The City Council on Thursday approved a measure to start issuing municipal identification cards, which supporters say will make life easier for undocumented immigrants and the homeless who seek out city services. NY1's Courtney Gross filed the following report.
Open your wallet, and you may have a state-issued ID. But that's not the case for all of the city's residents, like the undocumented.
"If you ask if I have ID, I don't have one. That is why I want one," said one New York City resident.
So following the lead of San Francisco and New Haven, Connecticut, the City Council approved legislation to create a municipal ID card program on Thursday.
"The message is that the city belongs to everyone, regardless of who you are," said City Council Speaker Melissa Mark-Viverito.
Supporters say the ID will allow immigrants in the country illegally to get a lease, a library card or maybe a bank account.
"The New York City ID for all is poised to become the must-have accessory for all New Yorkers," said City Councilman Daniel Dromm of Queens.
At least for now, institutions will not be forced to accept it.
"We are going to engage in conversations, as other municipalities have done, and try to get banks to accept this as a formal form of ID so that people can open up bank accounts," Mark-Viverito said.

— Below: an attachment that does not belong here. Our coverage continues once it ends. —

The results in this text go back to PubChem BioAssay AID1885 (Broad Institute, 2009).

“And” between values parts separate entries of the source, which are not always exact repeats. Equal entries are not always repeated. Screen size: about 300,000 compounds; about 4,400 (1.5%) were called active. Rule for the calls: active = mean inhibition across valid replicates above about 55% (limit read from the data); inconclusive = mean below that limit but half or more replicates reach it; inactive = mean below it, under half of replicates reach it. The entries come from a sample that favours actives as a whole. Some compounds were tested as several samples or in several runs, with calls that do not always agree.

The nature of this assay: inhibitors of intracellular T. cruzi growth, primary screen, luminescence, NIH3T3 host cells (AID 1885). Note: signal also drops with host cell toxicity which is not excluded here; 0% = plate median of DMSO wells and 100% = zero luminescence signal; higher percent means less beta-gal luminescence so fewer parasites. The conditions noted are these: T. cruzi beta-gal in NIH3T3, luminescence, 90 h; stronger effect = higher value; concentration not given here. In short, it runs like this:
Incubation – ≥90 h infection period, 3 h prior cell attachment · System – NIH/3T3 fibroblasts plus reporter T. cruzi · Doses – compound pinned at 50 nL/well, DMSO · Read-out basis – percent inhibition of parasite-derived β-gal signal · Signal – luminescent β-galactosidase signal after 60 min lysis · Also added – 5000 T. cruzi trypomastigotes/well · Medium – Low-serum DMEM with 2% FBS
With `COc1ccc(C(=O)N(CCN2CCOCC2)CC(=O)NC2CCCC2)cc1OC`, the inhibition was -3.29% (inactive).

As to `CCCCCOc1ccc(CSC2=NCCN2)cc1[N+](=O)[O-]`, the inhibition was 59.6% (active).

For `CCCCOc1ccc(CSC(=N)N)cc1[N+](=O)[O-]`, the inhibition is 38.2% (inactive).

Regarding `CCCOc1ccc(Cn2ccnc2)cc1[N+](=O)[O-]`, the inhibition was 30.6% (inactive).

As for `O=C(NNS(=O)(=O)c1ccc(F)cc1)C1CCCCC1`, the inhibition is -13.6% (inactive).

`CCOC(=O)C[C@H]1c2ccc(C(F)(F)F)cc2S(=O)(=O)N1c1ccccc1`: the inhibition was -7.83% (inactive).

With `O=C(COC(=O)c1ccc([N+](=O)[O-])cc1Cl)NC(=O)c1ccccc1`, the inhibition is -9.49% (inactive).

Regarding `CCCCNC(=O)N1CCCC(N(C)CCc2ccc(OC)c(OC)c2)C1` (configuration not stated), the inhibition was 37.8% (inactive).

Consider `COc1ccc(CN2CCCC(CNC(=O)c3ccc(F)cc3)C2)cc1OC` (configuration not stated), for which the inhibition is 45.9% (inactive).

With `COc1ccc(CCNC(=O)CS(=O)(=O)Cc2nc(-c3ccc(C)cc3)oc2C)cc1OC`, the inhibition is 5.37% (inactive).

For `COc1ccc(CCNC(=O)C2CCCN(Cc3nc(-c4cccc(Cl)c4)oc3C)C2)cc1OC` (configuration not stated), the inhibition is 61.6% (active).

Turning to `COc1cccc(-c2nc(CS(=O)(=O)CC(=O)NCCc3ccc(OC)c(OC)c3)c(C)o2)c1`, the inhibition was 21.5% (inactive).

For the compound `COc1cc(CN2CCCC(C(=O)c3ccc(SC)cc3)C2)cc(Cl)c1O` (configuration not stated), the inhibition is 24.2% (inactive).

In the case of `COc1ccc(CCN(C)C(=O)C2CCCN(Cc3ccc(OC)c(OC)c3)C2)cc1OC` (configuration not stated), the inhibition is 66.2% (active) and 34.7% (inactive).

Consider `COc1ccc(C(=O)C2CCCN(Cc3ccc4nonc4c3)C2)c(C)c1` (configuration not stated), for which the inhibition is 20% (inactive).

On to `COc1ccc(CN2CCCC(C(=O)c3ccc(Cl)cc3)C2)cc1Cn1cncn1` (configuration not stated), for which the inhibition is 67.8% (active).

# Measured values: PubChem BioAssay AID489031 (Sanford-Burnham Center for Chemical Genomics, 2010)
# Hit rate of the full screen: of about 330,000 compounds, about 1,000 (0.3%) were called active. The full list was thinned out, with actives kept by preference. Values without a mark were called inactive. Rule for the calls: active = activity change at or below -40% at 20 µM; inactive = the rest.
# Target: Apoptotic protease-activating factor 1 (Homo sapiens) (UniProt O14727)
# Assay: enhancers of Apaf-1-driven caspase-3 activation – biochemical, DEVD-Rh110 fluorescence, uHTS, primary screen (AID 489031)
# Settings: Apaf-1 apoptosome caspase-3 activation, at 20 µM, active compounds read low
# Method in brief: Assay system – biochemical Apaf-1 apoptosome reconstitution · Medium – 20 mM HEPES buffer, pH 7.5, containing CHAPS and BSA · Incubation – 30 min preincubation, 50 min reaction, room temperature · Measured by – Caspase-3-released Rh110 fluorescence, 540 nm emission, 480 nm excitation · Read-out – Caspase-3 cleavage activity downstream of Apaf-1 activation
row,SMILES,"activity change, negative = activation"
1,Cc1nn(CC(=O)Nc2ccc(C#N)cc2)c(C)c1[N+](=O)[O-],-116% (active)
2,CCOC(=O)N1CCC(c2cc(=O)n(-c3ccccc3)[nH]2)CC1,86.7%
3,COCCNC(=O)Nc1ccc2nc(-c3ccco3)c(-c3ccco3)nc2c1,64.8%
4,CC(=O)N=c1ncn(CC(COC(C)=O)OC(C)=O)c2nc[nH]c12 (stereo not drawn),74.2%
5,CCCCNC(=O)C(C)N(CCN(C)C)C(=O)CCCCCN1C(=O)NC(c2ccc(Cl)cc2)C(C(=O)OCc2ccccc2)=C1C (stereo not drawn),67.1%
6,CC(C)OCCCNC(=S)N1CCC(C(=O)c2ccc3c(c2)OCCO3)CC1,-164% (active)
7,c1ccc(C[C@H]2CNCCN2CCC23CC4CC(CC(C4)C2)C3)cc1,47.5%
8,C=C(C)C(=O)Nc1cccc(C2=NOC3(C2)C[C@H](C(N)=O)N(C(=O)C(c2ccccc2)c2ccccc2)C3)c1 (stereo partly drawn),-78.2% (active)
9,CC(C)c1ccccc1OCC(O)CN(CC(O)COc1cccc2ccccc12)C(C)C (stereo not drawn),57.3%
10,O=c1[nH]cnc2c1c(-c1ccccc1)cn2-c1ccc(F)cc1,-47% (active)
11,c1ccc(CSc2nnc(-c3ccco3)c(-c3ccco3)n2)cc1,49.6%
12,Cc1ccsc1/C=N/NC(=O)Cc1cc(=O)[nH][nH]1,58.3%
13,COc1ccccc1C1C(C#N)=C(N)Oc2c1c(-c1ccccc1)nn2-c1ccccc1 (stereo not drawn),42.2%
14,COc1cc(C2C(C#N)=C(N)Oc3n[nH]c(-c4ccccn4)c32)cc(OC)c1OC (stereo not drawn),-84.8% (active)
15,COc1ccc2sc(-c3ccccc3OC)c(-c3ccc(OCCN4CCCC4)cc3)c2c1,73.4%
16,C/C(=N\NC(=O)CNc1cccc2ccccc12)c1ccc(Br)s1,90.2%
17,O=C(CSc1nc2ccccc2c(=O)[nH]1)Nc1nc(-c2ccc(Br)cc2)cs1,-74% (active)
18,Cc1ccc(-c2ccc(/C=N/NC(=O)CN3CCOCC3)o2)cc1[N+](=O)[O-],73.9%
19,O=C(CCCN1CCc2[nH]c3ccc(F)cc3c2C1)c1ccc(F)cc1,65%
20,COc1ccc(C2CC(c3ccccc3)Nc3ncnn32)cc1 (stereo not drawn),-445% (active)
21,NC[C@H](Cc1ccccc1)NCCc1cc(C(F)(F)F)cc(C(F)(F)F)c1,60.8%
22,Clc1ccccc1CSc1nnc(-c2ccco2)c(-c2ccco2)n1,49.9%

The program was a major priority for Mayor Bill de Blasio and the City Council speaker.
It was approved overwhelmingly by the Council, championed as another progressive policy of the new City Hall, even though the details of the program are still being worked out, like even what agency will administer the program.
To get a New York City ID, you will have to show proof of residency, like a utility bill, as well as proof of identity, like a foreign passport. Those records will be retained by the city for two years.
"If this card does not gain widespread voluntary acceptance, I fear that it will serve the opposite purpose of what is intended, namely, that it will, in fact, simply identify the undocumented for the government," said City Councilman Daniel Garodnick of Manhattan.
Others raised questions about security and how the city could prevent fraud.
"I believe there are legitimate security concerns that have not been adequately addressed in it," said City Councilman Vincent Ignizio of Staten Island.
Despite this caution, supporters are hoping to get the program off the ground by next year.